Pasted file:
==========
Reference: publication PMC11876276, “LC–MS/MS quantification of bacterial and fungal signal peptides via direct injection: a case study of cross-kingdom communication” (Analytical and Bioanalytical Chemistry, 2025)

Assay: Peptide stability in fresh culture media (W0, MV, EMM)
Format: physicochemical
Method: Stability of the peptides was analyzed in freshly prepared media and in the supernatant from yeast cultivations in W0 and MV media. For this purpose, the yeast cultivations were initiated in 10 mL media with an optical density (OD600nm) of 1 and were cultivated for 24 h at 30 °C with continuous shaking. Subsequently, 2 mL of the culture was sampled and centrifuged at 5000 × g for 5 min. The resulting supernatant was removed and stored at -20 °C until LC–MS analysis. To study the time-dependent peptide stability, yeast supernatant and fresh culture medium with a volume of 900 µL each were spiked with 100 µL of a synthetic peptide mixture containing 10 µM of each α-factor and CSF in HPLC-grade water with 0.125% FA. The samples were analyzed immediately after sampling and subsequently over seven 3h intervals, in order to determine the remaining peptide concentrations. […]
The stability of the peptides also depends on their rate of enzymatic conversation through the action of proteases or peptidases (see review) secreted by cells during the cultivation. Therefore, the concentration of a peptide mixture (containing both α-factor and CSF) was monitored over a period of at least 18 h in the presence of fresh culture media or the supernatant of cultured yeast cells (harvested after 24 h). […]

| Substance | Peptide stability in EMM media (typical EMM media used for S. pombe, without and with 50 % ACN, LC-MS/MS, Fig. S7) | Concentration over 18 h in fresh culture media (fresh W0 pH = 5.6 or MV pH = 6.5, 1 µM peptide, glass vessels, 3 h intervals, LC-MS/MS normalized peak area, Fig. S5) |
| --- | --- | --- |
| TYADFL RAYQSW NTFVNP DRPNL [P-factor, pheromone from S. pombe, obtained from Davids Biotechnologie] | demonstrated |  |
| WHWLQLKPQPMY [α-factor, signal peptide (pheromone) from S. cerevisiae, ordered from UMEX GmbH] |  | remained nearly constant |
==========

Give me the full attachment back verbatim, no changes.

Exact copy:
Reference: publication PMC11876276, “LC–MS/MS quantification of bacterial and fungal signal peptides via direct injection: a case study of cross-kingdom communication” (Analytical and Bioanalytical Chemistry, 2025)

Assay: Peptide stability in fresh culture media (W0, MV, EMM)
Format: physicochemical
Method: Stability of the peptides was analyzed in freshly prepared media and in the supernatant from yeast cultivations in W0 and MV media. For this purpose, the yeast cultivations were initiated in 10 mL media with an optical density (OD600nm) of 1 and were cultivated for 24 h at 30 °C with continuous shaking. Subsequently, 2 mL of the culture was sampled and centrifuged at 5000 × g for 5 min. The resulting supernatant was removed and stored at -20 °C until LC–MS analysis. To study the time-dependent peptide stability, yeast supernatant and fresh culture medium with a volume of 900 µL each were spiked with 100 µL of a synthetic peptide mixture containing 10 µM of each α-factor and CSF in HPLC-grade water with 0.125% FA. The samples were analyzed immediately after sampling and subsequently over seven 3h intervals, in order to determine the remaining peptide concentrations. […]
The stability of the peptides also depends on their rate of enzymatic conversation through the action of proteases or peptidases (see review) secreted by cells during the cultivation. Therefore, the concentration of a peptide mixture (containing both α-factor and CSF) was monitored over a period of at least 18 h in the presence of fresh culture media or the supernatant of cultured yeast cells (harvested after 24 h). […]

| Substance | Peptide stability in EMM media (typical EMM media used for S. pombe, without and with 50 % ACN, LC-MS/MS, Fig. S7) | Concentration over 18 h in fresh culture media (fresh W0 pH = 5.6 or MV pH = 6.5, 1 µM peptide, glass vessels, 3 h intervals, LC-MS/MS normalized peak area, Fig. S5) |
| --- | --- | --- |
| TYADFL RAYQSW NTFVNP DRPNL [P-factor, pheromone from S. pombe, obtained from Davids Biotechnologie] | demonstrated |  |
| WHWLQLKPQPMY [α-factor, signal peptide (pheromone) from S. cerevisiae, ordered from UMEX GmbH] |  | remained nearly constant |